For the first time in a long time, Cooper was afraid. A lifelong struggle with drug addiction had finally resulted in his 8 year-old daughter, Traci, being removed from his care and placed into a foster home for her safety. He knew he needed treatment or he'd risk losing his daughter forever, or even his own life. Recognizing that he’d hit rock bottom, Cooper committed himself fully to getting and staying clean. He had finally accepted the harsh reality that he’d only get to watch his daughter grow up and be a part of her life if he were sober and safe.
Cooper checked himself into a local in-patient rehabilitation center for a ninety-day residential care program. After three months, Cooper had successfully met his in-care rehab goals, and was released into an outpatient program to continue his treatment. Feeling more clear-headed and sure-footed, Cooper reached out to Social Services to get Traci out of foster care and begin planning for their future. But it wasn’t as easy as he’d hoped. Cooper was told that in order to be reunified with his daughter, he would need to meet a lot of vital requirements to ensure he could provide Traci with safety and stability. For help with these requirements and other goals, Cooper was placed in a local program called Wraparound.
Wraparound is a collaborative program aimed at creating multi-agency teams to work in partnership with families, parents and/or youth to help them reach their goals--whether these goals include family reunification, creating a stronger family unit or even helping a youth stabilize their behaviors so they can remain in their current placement or transition to a lower level of care. In Cooper’s case, his Wraparound team would include his Social Services Social Worker, his FCNI’s Case Manager, Traci’s therapist and foster parents, Cooper’s sponsor, and other key support players he and Traci would choose. This team would then come alongside Cooper and Traci, helping them to identify their strengths, their needs and what goals they wanted to meet. The team’s first plan was to make sure that Traci received intensive therapeutic services while in foster care in order to heal, and that Cooper would get help securing safe housing and stable employment while maintaining his sobriety.
Before Wraparound, Cooper had only ever focused on his addiction--on how to hide it and feed it. But in a much clearer headspace, Cooper could focus more solely on Traci, and he became adamant about getting her back. His team started to worry about Cooper’s growing impatience for reunification. He wanted to rush through everything and skip important steps, and his pride made him reject offers of help. In response, his team remained patient and clear in the expectations, and they continued to connect him with community resources and support. But Cooper would only become angry at their suggestions, complaining that things were taking too long and that the team didn’t really want Traci back with him, that they weren’t really on his side. After repeated instances of this, Cooper's team explained to him that reunification was only possible if Cooper was willing to work with them, not against them. Wraparound is a partnership and a journey, his case manager stressed, and Cooper had to be a willing partner otherwise nothing was going to get better or change.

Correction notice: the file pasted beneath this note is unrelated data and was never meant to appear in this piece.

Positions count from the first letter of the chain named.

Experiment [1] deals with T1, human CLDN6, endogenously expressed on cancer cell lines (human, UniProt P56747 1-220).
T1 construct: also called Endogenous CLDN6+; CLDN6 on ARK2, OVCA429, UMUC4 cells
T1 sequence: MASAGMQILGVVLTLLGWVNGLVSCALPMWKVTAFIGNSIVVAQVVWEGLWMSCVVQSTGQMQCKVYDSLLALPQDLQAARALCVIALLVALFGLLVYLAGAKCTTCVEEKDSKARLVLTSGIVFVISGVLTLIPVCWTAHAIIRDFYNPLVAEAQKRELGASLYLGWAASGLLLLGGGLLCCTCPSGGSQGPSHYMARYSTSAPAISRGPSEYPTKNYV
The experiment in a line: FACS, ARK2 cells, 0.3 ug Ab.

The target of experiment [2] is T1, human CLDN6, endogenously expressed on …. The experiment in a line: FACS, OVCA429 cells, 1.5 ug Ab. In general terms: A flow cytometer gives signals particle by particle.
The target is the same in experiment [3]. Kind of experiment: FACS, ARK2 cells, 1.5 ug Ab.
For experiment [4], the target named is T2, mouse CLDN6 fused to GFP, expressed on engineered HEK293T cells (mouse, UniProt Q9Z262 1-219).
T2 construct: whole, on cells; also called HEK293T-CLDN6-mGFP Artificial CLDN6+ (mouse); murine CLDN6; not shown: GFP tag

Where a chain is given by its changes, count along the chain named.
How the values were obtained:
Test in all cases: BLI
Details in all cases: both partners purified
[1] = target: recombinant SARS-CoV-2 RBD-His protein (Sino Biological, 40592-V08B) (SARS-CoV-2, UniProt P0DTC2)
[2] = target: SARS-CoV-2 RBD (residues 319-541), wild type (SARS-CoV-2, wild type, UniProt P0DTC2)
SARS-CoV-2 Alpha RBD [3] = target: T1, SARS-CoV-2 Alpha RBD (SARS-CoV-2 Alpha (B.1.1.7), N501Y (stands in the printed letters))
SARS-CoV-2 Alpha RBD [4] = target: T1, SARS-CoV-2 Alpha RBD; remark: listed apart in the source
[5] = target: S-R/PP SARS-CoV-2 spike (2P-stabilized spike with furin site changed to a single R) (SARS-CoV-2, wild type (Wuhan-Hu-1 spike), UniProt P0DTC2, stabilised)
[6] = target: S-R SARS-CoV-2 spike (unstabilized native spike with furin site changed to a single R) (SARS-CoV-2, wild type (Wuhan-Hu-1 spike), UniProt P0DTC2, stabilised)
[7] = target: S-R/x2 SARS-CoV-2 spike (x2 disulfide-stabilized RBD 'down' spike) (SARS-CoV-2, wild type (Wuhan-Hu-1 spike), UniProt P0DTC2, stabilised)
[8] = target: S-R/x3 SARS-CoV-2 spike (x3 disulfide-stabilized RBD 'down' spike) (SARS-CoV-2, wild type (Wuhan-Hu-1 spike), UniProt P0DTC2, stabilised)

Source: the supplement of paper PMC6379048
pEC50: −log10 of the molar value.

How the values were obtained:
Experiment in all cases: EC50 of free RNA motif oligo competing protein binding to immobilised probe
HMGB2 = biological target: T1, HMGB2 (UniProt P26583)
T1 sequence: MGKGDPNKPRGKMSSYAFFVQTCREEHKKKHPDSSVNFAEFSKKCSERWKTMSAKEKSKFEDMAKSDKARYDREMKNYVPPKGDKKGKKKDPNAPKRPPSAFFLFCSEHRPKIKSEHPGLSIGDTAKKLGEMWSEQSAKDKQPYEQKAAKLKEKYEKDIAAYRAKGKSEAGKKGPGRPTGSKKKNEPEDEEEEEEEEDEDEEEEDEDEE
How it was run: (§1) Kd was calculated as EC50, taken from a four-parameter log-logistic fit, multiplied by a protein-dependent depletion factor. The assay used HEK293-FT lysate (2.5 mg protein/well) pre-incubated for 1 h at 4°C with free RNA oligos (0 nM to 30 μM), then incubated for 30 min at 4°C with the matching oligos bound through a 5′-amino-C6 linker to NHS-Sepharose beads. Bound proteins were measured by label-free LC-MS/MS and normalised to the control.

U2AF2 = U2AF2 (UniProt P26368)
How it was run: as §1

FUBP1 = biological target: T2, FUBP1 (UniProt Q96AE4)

While Cooper understood what his team was saying, it took time for him to really commit himself to the team and lower his defenses. He started by recognizing that he could only be responsible for himself--which meant he needed to voice his needs and concerns during team meetings, he needed to participate in his Narcotics Anonymous meetings and in family therapy on a regular basis, and he needed to learn better communication and parenting skills. Cooper also started opening himself up to the Wraparound process, and the opportunities he was being offered to learn and grow so that he could become the father Traci deserved.
With help, Cooper was approved for affordable housing and secured an older two bedroom rental home. Donated funds helped him buy necessary furnishings, including a bedroom set for Traci. Cooper also enrolled in a local plumbing course which included job placement. Every obstacle he overcame, helped him believe more in the healing process and in his ability to not only complete the necessary steps towards reunification, but to gain the skills and insight he needs to really understand why every step is important. By feeling supported instead of cornered, Cooper could finally see how his partnership and participation was critical for the process to work.
The road to reunification isn’t ever a straight line. While Cooper and Traci steadily worked with their team, there were unexpected challenges that derailed their progress. Most notably was Cooper’s combative reaction when faced with disappointment, and how the trauma Traci experienced in her early childhood impacted her own development and progress in care. But the family and their team kept showing up, putting in the time and effort, and worked hard to remain consistent and optimistic. And 17 months after starting Wraparound, Traci and Cooper were able to reunify together in their new home. While no one is a perfect parent, Cooper’s clear head, improved skills, and fully committed heart are helping him now be fully present for Traci, and helping him provide her with the best childhood he can.